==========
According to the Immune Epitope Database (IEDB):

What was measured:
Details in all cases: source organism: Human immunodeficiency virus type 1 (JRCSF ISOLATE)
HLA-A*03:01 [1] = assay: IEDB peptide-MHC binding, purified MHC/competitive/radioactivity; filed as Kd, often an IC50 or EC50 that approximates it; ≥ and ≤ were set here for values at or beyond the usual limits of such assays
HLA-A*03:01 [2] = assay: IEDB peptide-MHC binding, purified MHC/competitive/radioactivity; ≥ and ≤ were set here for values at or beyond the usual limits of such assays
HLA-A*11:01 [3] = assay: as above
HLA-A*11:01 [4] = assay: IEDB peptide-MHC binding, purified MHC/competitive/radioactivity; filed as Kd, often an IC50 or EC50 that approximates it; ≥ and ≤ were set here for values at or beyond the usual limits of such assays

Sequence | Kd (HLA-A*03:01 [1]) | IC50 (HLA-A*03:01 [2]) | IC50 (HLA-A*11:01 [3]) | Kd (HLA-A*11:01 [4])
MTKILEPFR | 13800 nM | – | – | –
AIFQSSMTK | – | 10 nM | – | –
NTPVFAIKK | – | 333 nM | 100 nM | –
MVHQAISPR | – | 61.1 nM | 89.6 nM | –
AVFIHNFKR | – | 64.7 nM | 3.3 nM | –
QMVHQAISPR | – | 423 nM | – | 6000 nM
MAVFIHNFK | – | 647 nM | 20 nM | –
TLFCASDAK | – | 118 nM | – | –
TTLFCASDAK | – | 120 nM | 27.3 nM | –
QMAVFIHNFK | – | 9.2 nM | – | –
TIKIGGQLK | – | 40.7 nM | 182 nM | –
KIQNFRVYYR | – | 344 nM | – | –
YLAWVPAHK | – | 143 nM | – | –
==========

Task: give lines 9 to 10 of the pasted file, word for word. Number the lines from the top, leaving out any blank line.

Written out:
MTKILEPFR | 13800 nM | – | – | –
AIFQSSMTK | – | 10 nM | – | –